After landing a few body shots, Vargas again swept a short left hook across Flores' chin. Vargas now pumped the jab with authority, and soon found range with a heavy right cross. As long as he threw punches, Vargas was winning. Every time he would stop, Flores would pop him in the mouth. This round was no exception. While Vargas had sustained his attack for most of the middle of the round, he eventually let up with about 20 seconds remaining before the bell. No sooner than he did, Flores offered his reply. It was another of Flores' sneak right hooks, and it came chopping down on Vargas' temple. Vargas' head spun, and he hastily retreated to the ropes as the clock wore down. If was in moments like this, which came through this fight, that Vargas looked completely vulnerable, despite his awesome punching power.

But Flores' big punches weren't enough to win him rounds, especially not by the fourth round as Vargas' adjustments began to pay dividends. But these occasional blasts would usually catch Vargas wide open and necessitate that the former champion back off for a short period of time. Flores opened the fourth round with one such punch, a beautiful straight left that Vargas practically stood and watched come down the pike. This blow drew yet another gasp from the crowd, and inspired some of the best exchanges of the night.

Vargas and Flores tested each other in the fourth. First Vargas would fire three punches to the midsection and the end with a clean blow upstairs. Then Flores would answer with a mini-flurry to the body and a right hook up top that swiveled Vargas' head. Over and over, Vargas would get in close, land solid blows, build some momentum, and then appear to be stunned - if even for a second - by a single Flores reply.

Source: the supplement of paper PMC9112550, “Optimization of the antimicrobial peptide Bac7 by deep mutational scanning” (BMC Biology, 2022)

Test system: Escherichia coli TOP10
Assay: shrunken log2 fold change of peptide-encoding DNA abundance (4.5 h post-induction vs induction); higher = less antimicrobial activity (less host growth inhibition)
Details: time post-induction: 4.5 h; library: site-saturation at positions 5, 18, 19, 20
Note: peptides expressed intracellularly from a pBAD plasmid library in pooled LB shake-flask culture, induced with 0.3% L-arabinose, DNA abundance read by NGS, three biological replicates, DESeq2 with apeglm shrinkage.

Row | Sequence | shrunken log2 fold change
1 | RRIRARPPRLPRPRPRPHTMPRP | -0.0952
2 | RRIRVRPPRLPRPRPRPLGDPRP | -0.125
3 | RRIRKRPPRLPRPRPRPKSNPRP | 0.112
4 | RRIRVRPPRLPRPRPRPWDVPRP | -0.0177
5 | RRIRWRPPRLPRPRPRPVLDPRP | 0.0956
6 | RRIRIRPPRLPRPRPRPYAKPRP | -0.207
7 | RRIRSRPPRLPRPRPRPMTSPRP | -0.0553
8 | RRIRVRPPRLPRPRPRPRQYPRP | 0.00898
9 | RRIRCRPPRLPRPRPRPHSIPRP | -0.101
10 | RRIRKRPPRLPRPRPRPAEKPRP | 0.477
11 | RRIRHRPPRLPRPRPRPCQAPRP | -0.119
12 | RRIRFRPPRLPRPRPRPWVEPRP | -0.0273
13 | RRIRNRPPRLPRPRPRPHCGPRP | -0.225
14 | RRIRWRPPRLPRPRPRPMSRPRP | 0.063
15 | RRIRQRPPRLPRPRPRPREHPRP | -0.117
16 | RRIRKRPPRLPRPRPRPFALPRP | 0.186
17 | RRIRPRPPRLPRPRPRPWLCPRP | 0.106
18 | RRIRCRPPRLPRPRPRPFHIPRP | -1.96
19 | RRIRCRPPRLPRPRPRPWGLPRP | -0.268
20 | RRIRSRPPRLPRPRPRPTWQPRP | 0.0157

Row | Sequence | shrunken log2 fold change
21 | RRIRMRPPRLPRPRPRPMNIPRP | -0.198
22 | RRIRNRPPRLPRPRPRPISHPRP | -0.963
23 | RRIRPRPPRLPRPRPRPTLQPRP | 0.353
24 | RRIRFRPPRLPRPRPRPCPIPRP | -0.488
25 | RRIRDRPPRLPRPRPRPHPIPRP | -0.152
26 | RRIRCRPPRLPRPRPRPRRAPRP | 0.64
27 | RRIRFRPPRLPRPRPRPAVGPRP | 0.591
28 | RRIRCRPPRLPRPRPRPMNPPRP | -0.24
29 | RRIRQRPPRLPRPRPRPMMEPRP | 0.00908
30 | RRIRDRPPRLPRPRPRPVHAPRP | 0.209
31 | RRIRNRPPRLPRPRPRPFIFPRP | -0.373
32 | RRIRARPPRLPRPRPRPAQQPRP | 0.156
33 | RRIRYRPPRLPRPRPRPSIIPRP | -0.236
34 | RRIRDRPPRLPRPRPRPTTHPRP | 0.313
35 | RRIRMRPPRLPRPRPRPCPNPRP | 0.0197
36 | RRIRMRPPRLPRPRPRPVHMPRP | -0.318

Luckily for Vargas, Flores' output began to slow. After a hectic fourth round, Flores began to rely on the one-punch response instead of the matched-combination response. The result was that while Vargas continued to get tagged with big, potentially dangerous, blows, he was scoring significantly more with higher output in between them. In the final minute of the round, after Vargas had slowed Flores by pounding him to the body, Vargas threw three consecutive lead right hands. The first landed on Flores' nose, the second to the side of his ribcage, and the third matched the first in every respect. The crowd roared its approval, but a Flores hook again caught Vargas on the temple and sent him bouncing away on his toes, shaken if not hurt.